No, regular lipids do not have hydrophobic and hydrophilic ends, which cause the attractive forces that helps the cell reassemble.
What is a carbohydrate attached to a protein in the plasma membrane?
Glycoprotein
What is a carbohydrate attached to a lipid in the plasma membrane?
Glycolipid
What movement of molecules through the plasma membrane happens through osmosis or diffusion?
Passive transport
What movement of molecules through the plasma membrane requires energy?
Active transport
A cell runs low on food and produces less energy. What kind of plasma membrane transport is not affected, active or passive?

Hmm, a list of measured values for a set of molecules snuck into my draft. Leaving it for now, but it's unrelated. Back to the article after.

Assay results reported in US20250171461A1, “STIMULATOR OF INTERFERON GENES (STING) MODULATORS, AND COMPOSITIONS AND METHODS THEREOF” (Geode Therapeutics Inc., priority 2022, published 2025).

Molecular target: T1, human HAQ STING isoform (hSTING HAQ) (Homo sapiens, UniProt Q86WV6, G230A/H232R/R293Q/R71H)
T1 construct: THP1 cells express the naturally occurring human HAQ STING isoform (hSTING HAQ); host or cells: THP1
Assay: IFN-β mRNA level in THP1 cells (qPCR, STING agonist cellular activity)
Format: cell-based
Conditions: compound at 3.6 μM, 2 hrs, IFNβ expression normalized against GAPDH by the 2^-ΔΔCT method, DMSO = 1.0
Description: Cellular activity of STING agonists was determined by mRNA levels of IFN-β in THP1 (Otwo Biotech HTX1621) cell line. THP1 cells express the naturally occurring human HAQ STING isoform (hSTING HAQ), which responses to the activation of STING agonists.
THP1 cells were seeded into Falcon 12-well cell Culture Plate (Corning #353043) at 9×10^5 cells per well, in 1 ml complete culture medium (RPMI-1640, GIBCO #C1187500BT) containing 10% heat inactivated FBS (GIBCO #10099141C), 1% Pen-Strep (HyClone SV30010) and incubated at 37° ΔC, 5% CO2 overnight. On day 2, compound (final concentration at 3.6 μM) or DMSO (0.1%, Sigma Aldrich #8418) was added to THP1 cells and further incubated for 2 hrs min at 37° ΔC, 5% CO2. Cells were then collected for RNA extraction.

Passive transport
A cell runs low on food and produces less energy. What kind of plasma membrane transport is negatively affected, active or passive?
Active transport
If a cell stops making energy, what kind of transport must it use?
Passive transport
What solution has a concentration of solutes essentially equal to that of the cell which resides in the solution?
Isotonic solution
What solution has a concentration of solutes is greater than that of the cell that resides in the solution?
Hypertonic solution
What is the collapse of a walled cell's cytoplasm due to a lack of water?
Plasmolysis
What is the rupturing of a cell due to excess internal pressure?
Cytolysis
What solution has a concentration of solutes less than that of the cell that resides in the solution?
Hypotonic solution
What kind of solution can cause plasmolysis such as when a person drinks too much seawater?
Hypertonic solution